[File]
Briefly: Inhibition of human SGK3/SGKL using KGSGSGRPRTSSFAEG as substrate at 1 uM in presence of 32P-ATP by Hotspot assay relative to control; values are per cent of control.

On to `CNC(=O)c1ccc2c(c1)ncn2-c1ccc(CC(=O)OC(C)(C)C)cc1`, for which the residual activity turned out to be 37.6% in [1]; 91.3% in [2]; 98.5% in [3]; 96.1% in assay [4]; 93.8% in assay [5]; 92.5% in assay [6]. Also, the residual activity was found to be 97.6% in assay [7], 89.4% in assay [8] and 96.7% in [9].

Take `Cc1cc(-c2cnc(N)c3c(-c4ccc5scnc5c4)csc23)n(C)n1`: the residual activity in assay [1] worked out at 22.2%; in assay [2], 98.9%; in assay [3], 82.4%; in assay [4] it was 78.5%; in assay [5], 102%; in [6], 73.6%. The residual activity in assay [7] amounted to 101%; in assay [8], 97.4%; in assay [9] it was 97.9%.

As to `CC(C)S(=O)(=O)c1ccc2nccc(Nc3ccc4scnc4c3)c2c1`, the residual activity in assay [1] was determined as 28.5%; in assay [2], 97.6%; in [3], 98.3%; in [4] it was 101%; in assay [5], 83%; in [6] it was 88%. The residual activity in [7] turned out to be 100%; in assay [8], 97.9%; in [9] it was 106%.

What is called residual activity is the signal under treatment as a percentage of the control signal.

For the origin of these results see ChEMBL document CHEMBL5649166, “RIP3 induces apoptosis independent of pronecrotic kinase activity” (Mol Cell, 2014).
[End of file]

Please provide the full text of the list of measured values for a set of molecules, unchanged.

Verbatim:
Briefly: Inhibition of human SGK3/SGKL using KGSGSGRPRTSSFAEG as substrate at 1 uM in presence of 32P-ATP by Hotspot assay relative to control; values are per cent of control.

On to `CNC(=O)c1ccc2c(c1)ncn2-c1ccc(CC(=O)OC(C)(C)C)cc1`, for which the residual activity turned out to be 37.6% in [1]; 91.3% in [2]; 98.5% in [3]; 96.1% in assay [4]; 93.8% in assay [5]; 92.5% in assay [6]. Also, the residual activity was found to be 97.6% in assay [7], 89.4% in assay [8] and 96.7% in [9].

Take `Cc1cc(-c2cnc(N)c3c(-c4ccc5scnc5c4)csc23)n(C)n1`: the residual activity in assay [1] worked out at 22.2%; in assay [2], 98.9%; in assay [3], 82.4%; in assay [4] it was 78.5%; in assay [5], 102%; in [6], 73.6%. The residual activity in assay [7] amounted to 101%; in assay [8], 97.4%; in assay [9] it was 97.9%.

As to `CC(C)S(=O)(=O)c1ccc2nccc(Nc3ccc4scnc4c3)c2c1`, the residual activity in assay [1] was determined as 28.5%; in assay [2], 97.6%; in [3], 98.3%; in [4] it was 101%; in assay [5], 83%; in [6] it was 88%. The residual activity in [7] turned out to be 100%; in assay [8], 97.9%; in [9] it was 106%.

What is called residual activity is the signal under treatment as a percentage of the control signal.

For the origin of these results see ChEMBL document CHEMBL5649166, “RIP3 induces apoptosis independent of pronecrotic kinase activity” (Mol Cell, 2014).